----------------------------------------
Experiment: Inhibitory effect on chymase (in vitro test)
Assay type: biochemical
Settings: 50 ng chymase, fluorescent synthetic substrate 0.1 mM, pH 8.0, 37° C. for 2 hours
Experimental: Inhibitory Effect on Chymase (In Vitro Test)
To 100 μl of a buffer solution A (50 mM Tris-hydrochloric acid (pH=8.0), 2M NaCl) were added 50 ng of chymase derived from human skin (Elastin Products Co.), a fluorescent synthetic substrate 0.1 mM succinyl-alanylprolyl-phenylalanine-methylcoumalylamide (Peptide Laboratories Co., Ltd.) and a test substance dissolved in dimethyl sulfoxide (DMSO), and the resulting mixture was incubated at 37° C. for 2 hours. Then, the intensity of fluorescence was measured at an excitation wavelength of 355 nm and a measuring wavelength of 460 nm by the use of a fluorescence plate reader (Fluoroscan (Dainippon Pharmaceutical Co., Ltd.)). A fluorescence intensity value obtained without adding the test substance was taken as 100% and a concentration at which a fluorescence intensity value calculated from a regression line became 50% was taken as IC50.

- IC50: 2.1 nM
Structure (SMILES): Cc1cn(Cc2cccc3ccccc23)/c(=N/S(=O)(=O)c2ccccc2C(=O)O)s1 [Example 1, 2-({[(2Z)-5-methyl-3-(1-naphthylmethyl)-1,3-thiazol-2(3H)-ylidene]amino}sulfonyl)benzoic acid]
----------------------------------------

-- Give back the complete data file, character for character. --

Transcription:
Experiment: Inhibitory effect on chymase (in vitro test)
Assay type: biochemical
Settings: 50 ng chymase, fluorescent synthetic substrate 0.1 mM, pH 8.0, 37° C. for 2 hours
Experimental: Inhibitory Effect on Chymase (In Vitro Test)
To 100 μl of a buffer solution A (50 mM Tris-hydrochloric acid (pH=8.0), 2M NaCl) were added 50 ng of chymase derived from human skin (Elastin Products Co.), a fluorescent synthetic substrate 0.1 mM succinyl-alanylprolyl-phenylalanine-methylcoumalylamide (Peptide Laboratories Co., Ltd.) and a test substance dissolved in dimethyl sulfoxide (DMSO), and the resulting mixture was incubated at 37° C. for 2 hours. Then, the intensity of fluorescence was measured at an excitation wavelength of 355 nm and a measuring wavelength of 460 nm by the use of a fluorescence plate reader (Fluoroscan (Dainippon Pharmaceutical Co., Ltd.)). A fluorescence intensity value obtained without adding the test substance was taken as 100% and a concentration at which a fluorescence intensity value calculated from a regression line became 50% was taken as IC50.

- IC50: 2.1 nM
Structure (SMILES): Cc1cn(Cc2cccc3ccccc23)/c(=N/S(=O)(=O)c2ccccc2C(=O)O)s1 [Example 1, 2-({[(2Z)-5-methyl-3-(1-naphthylmethyl)-1,3-thiazol-2(3H)-ylidene]amino}sulfonyl)benzoic acid]